The telling impression from the meeting of the finance minister with the chief executives of public sector companies on Wednesday was a mutual recognition that getting investment going will be a long haul for the economy.
From September 2011 till now the cabinet committee on economic affairs has taken just four investment decisions exceeding Rs 1,000 crore,for public sector units. Two of these are the decision to recapitalise Air India (a disastrous one) and the approval for setting up a petro-chemical complex in Tamil Nadu. For the top public sector companies to have run up huge cash reserves of more than Rs 1,80,000 crore in this period then,is not surprising at all.
RBI data shows fresh investments in the economy have dipped 41 per cent in 2011-12 across large sectors including power,metal,telecom and cement. The bank has also noted that the pipeline of capital expenditure planned for 2012-13 aggregates to an even lower Rs 2,073 billion. Even if companies adhere to their investment plans,the envisaged investment by the private corporate sector in 2012-13 is expected to be significantly lower than that in the previous year.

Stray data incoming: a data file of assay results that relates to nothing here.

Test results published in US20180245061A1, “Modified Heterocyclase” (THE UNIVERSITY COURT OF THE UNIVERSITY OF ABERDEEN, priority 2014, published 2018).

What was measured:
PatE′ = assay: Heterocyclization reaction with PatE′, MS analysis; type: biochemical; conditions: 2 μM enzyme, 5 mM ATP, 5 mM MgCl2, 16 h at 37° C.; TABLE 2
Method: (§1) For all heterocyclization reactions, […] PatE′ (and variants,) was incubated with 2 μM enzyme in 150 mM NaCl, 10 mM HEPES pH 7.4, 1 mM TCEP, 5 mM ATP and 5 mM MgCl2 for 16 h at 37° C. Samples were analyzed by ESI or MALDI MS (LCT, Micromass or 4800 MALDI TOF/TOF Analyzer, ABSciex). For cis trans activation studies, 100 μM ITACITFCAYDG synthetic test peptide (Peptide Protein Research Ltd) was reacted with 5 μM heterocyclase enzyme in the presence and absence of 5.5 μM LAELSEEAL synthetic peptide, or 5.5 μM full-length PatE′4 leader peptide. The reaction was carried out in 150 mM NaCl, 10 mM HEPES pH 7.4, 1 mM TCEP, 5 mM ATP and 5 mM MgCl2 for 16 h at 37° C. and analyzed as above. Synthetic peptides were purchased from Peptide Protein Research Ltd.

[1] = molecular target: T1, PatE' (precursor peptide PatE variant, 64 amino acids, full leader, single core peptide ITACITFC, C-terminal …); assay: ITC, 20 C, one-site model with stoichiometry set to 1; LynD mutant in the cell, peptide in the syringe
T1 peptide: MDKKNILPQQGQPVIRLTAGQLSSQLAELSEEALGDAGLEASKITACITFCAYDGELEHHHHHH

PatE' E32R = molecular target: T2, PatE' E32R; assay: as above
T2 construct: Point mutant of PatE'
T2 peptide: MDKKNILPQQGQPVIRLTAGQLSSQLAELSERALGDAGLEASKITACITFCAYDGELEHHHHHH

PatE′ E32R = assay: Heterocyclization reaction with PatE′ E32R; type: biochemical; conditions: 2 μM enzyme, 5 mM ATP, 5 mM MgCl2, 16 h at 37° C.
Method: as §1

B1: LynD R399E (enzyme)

There are two conclusions going ahead from here. First,the weakness in the investment climate is going to hurt the growth rate of the economy through next fiscal too. Second,if the public sector companies are to act as a counterpoise then they have to be given the space to develop credible investment plans than just push money into visible but potentially disastrous projects. Since all of them are listed entities shareholders of these companies will be hurt if they rush into investment plans that are developed in a hurry.
Also,there are policy issues which need to be sorted out before asking them to spend. Coal India for instance has a cash reserve of Rs 40,000 crore but bids for coal blocks in the upcoming auction will cost quite a bit. And despite the diesel price correction on Thursday night,the subsidy bill of the government hangs heavy on ONGC. The net reserves of these PSUs are therefore not as fat as what appears at first sight.